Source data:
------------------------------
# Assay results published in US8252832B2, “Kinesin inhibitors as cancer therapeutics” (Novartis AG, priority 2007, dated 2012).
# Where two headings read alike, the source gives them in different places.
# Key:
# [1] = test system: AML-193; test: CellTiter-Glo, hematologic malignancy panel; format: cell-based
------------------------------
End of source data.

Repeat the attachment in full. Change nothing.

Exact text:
# Assay results published in US8252832B2, “Kinesin inhibitors as cancer therapeutics” (Novartis AG, priority 2007, dated 2012).
# Where two headings read alike, the source gives them in different places.
# Key:
# [1] = test system: AML-193; test: CellTiter-Glo, hematologic malignancy panel; format: cell-based